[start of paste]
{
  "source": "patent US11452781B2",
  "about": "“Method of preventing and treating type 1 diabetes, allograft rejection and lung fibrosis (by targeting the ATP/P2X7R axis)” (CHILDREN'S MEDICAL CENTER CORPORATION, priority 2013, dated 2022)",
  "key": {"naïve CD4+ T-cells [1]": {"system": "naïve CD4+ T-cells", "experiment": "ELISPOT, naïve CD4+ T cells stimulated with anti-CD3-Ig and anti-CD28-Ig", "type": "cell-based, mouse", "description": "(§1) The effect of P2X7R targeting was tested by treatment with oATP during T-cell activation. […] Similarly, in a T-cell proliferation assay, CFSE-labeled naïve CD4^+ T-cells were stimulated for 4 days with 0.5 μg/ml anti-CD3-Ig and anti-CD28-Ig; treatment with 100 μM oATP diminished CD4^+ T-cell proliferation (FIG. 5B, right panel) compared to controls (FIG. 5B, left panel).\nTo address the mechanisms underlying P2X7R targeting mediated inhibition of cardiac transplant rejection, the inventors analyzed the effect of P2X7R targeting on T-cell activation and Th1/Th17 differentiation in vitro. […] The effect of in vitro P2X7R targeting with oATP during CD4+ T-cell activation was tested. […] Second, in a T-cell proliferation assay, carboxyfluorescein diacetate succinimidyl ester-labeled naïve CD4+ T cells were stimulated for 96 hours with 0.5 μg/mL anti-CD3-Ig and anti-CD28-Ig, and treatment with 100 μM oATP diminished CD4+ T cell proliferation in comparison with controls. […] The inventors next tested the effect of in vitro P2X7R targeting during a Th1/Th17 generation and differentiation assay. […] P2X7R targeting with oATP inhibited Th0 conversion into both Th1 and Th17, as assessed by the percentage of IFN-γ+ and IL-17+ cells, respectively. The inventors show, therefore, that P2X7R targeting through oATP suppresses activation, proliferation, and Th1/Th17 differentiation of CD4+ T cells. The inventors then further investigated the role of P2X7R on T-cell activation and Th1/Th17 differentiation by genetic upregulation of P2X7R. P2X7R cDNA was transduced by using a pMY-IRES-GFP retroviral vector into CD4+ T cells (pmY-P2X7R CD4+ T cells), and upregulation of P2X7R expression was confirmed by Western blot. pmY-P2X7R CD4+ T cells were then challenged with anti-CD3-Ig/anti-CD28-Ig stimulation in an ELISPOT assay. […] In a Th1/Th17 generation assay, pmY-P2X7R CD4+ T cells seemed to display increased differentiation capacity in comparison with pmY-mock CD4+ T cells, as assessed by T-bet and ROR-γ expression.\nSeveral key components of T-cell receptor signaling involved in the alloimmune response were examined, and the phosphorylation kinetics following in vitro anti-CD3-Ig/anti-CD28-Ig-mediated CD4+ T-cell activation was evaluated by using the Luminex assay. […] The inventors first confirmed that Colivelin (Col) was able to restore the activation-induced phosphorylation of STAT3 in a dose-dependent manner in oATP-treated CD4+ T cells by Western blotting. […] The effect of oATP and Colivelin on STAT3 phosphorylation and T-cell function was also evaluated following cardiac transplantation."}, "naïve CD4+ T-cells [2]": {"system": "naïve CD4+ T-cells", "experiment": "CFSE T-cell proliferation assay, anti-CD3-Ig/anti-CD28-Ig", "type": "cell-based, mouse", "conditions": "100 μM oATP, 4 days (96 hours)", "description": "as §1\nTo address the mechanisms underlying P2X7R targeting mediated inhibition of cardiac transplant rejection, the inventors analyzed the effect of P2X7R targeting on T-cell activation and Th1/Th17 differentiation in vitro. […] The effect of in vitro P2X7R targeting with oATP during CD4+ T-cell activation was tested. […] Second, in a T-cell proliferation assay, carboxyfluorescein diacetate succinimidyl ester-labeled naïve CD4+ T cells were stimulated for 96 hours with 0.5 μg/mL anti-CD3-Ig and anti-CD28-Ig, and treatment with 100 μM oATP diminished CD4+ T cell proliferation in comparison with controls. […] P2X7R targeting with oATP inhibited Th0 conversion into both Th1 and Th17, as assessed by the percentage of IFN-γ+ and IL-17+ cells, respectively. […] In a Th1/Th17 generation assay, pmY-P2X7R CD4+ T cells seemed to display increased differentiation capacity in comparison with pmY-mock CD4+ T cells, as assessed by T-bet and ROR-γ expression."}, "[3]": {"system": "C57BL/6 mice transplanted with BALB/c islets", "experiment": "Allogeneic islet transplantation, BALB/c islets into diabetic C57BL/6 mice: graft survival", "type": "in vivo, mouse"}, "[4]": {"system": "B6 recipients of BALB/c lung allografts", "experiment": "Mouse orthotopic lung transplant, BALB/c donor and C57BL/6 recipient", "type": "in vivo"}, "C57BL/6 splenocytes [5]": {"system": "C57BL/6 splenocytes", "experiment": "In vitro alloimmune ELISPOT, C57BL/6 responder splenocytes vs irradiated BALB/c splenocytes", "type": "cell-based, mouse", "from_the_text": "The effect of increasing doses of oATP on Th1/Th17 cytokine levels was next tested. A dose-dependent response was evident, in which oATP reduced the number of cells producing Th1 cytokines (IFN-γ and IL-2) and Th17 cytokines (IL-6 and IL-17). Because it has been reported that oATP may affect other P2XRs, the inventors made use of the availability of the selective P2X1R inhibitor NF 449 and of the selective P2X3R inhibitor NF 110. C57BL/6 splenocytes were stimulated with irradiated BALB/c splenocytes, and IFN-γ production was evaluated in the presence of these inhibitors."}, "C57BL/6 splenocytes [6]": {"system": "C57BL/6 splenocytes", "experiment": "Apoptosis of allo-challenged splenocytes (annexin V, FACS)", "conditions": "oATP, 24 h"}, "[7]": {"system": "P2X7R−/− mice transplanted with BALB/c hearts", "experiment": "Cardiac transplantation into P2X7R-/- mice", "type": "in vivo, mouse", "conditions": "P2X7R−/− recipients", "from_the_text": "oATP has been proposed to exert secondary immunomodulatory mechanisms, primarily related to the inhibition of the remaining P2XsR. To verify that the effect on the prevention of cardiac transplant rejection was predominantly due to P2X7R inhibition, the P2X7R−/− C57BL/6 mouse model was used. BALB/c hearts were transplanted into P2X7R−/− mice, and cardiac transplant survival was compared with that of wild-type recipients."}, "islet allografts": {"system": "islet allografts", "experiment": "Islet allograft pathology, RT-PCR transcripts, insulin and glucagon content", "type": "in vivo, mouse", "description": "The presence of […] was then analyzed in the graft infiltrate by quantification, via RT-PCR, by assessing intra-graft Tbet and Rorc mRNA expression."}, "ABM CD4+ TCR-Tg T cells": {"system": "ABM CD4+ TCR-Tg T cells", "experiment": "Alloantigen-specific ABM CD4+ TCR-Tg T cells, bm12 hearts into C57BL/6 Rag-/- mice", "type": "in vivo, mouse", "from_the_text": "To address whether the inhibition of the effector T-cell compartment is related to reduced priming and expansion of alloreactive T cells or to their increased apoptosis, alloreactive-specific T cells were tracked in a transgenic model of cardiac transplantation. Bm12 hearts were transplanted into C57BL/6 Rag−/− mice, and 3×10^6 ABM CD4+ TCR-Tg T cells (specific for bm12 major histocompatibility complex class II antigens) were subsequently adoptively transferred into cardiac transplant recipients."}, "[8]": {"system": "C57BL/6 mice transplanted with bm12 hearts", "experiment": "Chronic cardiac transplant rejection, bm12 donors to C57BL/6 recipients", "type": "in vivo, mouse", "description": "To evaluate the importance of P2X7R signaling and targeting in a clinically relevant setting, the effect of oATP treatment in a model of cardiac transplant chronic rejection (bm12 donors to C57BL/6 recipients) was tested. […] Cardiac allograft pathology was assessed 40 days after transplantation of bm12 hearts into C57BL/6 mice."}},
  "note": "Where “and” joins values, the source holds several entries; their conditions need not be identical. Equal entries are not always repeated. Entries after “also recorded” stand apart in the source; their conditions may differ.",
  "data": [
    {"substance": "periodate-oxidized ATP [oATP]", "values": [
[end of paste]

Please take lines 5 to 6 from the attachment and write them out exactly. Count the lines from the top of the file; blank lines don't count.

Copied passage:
  "note": "Where “and” joins values, the source holds several entries; their conditions need not be identical. Equal entries are not always repeated. Entries after “also recorded” stand apart in the source; their conditions may differ.",
  "data": [